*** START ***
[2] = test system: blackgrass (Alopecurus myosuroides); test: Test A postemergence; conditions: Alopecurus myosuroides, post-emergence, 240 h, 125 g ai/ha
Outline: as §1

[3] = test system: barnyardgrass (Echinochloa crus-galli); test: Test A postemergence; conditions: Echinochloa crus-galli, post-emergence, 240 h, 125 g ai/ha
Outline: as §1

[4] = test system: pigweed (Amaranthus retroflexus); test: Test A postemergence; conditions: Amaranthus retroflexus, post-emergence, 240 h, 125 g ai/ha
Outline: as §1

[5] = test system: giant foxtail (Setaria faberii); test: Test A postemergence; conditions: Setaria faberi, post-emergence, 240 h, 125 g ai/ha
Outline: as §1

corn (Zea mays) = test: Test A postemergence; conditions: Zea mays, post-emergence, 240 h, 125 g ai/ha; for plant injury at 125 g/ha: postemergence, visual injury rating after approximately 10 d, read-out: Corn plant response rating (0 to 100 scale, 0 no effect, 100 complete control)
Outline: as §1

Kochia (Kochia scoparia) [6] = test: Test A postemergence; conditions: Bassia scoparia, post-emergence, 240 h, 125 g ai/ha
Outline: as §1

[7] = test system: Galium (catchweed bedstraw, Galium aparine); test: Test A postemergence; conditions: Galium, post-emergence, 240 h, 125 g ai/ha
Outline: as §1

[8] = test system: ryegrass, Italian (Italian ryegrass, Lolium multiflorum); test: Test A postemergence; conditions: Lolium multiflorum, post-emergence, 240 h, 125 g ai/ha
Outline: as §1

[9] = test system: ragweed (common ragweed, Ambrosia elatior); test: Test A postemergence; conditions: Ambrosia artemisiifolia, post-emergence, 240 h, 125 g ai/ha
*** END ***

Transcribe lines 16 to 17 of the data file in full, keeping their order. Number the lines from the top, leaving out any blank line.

Outline: as §1

[9] = test system: ragweed (common ragweed, Ambrosia elatior); test: Test A postemergence; conditions: Ambrosia artemisiifolia, post-emergence, 240 h, 125 g ai/ha